During the 16th to 18th centuries, nowhere was this message more apparent than on the memento mori jewellery that adorned everyone from wealthy middle-class merchants to royalty. But contrary to popular belief, the symbolism behind these fascinating pieces owes less to the macabre and more to the celebration and veneration of life.

Looking back to the early 1600s, contemplation of mortality was a prominent theme across art and literature. It was the age of Shakespeare's Hamlet soliloquising over the skull of Yoric, and of vanitas paintings - depicting skulls, melting candles, and rotting fruit - making their mark across the Netherlands and other European nations. With the average life expectancy a sobering 43 years of age, it's no wonder that this obsession with death took hold.

At this time, memento mori jewellery becomes de rigueur. Translated from the Latin as 'remember you must die', rings, pendants and brooches bearing skull and crossbone motifs were widely worn among elite society. These pieces, reminders of the brevity of life, were primarily designed to inspire the wearer to carpe diem. But they also symbolised Christian beliefs on the eternal nature of death; jewellery to remind you to live piously or risk eternal damnation.

Often engraved with personal mottos or biblical inscriptions in Latin, memento mori carried unique meaning for those that wore them. Mary Queen of Scots herself owned a silver watch in the form of a skull, engraved with a quotation from the Roman poet Horace,

"Pale death knocks with the same tempo upon the huts of the poor and the towers of Kings."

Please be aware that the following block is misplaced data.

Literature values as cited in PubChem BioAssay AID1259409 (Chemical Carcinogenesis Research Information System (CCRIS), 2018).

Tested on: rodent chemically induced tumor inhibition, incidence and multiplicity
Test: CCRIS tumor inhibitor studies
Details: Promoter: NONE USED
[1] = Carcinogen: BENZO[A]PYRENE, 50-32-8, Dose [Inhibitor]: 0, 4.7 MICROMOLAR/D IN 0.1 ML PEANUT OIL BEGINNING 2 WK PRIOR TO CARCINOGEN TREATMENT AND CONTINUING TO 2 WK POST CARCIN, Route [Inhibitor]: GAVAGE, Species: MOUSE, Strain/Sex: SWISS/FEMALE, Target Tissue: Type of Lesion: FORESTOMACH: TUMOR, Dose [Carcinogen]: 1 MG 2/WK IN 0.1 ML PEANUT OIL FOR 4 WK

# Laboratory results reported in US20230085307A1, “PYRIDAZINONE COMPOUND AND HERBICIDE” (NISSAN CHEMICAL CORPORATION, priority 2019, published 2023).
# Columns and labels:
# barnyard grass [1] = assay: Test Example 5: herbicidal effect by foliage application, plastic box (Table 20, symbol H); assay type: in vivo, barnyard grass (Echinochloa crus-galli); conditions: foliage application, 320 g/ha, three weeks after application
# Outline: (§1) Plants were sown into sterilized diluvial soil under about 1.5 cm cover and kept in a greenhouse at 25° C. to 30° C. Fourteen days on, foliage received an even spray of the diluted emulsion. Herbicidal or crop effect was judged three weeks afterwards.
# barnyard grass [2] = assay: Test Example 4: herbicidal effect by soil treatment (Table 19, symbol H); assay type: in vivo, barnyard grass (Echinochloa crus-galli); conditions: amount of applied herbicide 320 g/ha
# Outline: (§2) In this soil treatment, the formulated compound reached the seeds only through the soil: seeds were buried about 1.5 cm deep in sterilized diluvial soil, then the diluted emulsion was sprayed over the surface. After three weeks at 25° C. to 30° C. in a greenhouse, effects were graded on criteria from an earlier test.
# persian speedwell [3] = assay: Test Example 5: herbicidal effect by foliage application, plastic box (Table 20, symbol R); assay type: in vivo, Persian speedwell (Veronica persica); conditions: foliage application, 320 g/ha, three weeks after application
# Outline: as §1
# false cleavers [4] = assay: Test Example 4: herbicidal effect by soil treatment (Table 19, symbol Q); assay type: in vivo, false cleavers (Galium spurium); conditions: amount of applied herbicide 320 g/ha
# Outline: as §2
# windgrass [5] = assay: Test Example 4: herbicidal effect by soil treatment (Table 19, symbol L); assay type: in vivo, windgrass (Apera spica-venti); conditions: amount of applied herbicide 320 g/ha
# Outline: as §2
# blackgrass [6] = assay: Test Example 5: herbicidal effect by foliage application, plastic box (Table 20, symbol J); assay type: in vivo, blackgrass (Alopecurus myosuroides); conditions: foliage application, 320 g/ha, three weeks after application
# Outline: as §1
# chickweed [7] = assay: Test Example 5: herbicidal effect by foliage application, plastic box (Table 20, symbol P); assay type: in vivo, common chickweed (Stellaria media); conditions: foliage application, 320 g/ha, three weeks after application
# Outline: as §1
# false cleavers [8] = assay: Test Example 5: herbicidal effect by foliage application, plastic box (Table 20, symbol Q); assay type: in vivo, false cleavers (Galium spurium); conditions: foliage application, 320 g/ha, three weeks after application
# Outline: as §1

For Catholics like Mary, memento mori were deeply entrenched in belief systems around mortality and the final judgement, but for Protestants at the time they were seen as more of a statement on personal success. For middle-class merchants on the rise, these pieces were a means of showcasing how Puritanical work ethic had lifted them from their humble beginnings to greater education and wealth; your life's work cast in gold.

Despite enduring popularity for 200 years, by the late 1700s, the symbolic spectres of earlier memento mori had been replaced with mourning jewellery decorated with more classical symbols of death, like willows and weeping women, and designed to commemorate departed loved ones.

But the memento mori has made a comeback. In popular culture today - from tattoos to jewellery - they have once again become a beautiful and symbolic reminder to seize the day, and are proving a popular gifting style as seen with this bespoke Rebus signet ring designed by Rebus customer Tina for her partner.

It seems the art of dying living is eternal.